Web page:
Drug Addiction

Drug Addictions

Drug addictions come in a variety of forms. There are drug addictions to over the counter (OTC) medicine, prescription drugs prescribed by the doctor or bought illegally on the street and illicit street drugs made illegally. All have devastating consequences and follow the downward spiral of addiction.

Be it cough syrup, oxycontin or methamphetamine people become addicted in the same manner. What happens is the person is confronted with a problem, for some it may be as little as peer pressure or trouble fitting in or it may be as big as a major loss or a divorce. The person actually sees drugs as a solution to the problem and starts to use drugs. From that point the person will start to use drug more and more in an effort to solve the problem. In the end it will lead to more and more problems.

Once the person is addicted, the mind and body are both affected. Regarding the mind, drug addictions actually rob the brain of its natural reward system.  All of our brains produce three natural chemicals as a reward system.  These are serotonin, dopamine and endorphins. Any time we do something our body enjoys our brain releases these chemicals to make us feel good.  When an individual uses drugs he is putting a substance into his system that is chemically superior to the body’s own natural reward system.  The brain recognizes that drug as chemically superior to its natural chemicals and stops production of them. Once the brain stops production of the natural chemicals it doesn’t start production again for roughly 30 days. What ends up happening is the person comes off the drugs and the brain is not producing what it needs and the person ends up feeling depressed, angry or sad and the only way to feel good again is to use the drugs.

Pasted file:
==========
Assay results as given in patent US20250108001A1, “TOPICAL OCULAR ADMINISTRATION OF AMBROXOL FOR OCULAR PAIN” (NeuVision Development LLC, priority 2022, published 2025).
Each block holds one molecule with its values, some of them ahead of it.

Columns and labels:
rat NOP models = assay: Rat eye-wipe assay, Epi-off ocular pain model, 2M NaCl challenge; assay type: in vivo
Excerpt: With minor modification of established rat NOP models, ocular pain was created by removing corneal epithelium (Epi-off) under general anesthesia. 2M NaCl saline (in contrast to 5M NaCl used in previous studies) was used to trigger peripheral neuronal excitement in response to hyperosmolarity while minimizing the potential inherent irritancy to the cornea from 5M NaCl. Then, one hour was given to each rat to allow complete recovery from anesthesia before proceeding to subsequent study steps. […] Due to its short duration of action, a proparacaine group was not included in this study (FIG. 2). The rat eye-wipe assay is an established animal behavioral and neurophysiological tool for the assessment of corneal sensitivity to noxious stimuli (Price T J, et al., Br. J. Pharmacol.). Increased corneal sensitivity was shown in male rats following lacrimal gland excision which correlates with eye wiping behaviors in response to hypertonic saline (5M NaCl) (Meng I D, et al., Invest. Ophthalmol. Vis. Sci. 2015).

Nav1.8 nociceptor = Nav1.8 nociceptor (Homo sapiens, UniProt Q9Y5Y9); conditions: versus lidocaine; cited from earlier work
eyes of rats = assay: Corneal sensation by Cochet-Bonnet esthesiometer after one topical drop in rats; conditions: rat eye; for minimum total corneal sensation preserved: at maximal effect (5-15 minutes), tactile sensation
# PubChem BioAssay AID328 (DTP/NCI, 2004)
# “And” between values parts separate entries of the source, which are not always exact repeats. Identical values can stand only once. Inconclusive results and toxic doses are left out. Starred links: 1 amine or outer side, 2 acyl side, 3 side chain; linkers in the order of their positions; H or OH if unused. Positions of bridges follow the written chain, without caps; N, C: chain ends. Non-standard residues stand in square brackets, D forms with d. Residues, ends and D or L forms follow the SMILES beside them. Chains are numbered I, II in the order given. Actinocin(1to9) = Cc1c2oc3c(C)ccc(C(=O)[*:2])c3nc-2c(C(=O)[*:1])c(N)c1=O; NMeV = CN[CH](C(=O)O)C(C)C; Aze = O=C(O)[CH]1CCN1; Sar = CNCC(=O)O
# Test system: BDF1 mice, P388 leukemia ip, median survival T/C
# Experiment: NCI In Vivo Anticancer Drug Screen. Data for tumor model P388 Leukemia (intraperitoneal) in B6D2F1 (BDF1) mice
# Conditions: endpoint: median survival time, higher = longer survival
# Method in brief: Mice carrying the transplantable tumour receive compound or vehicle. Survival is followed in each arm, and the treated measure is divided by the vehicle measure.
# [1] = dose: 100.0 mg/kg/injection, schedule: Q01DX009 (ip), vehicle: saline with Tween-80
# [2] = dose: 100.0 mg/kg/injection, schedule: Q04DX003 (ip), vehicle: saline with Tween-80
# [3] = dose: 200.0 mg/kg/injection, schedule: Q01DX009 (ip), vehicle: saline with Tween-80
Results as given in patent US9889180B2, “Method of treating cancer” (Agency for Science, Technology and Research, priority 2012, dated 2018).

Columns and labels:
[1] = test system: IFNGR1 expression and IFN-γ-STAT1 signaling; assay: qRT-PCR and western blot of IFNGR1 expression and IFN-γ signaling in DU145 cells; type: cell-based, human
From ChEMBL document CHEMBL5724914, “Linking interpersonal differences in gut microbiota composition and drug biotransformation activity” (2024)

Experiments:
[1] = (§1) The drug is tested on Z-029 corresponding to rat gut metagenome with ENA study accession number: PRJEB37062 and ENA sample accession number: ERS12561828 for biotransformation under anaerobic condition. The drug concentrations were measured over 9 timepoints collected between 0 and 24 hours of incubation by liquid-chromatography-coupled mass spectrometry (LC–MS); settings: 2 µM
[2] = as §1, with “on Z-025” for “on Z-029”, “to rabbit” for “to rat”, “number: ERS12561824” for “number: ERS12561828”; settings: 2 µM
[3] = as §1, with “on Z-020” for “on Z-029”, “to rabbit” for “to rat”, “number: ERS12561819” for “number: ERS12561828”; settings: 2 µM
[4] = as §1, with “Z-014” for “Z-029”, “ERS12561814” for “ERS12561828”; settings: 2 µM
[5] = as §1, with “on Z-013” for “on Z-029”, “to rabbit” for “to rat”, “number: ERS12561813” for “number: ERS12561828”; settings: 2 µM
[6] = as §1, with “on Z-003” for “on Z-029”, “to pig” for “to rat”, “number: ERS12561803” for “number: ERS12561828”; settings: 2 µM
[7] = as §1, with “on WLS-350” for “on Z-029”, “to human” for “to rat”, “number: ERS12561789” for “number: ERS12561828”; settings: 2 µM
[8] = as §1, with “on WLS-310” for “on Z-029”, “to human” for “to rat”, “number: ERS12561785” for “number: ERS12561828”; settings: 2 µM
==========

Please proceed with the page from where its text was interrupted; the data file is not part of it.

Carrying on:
The body handles all drug addictions the same way in that basically when an individual uses drugs the body senses that as a toxin, something that shouldn’t be in the system, and works to eliminate it.  The way the body does this is by passing the drug through the kidneys and liver and breaking it into thousands of little particles called metabolites.  These particles are termed lypophelic, which is a medical term meaning fat bonding, and get lodged into the fat tissue and stay buried there for up to 3-5 years.  Anytime the heart rate increases, these metabolites are then re-released into the bloodstream and travel up to the brain causing a physical craving for the drug. This is actually the number one reason that a person cannot stop using drugs once they start.

So with these negative affects of drug addictions why would a person continue to use drugs? Mainly because of the mental and physical cravings they experience when they come off the drug. Not to mention that they started using in an effort to solve a problem and so by using drugs they have not only not solved the initial problem but most likely have attracted new problems. Once these problems pile up the person feels the only answer is to use drugs again. This along with the cravings makes it impossible to quit. However drug addictions can be beat. Many try alone to defeat drug addictions but with help it is possible.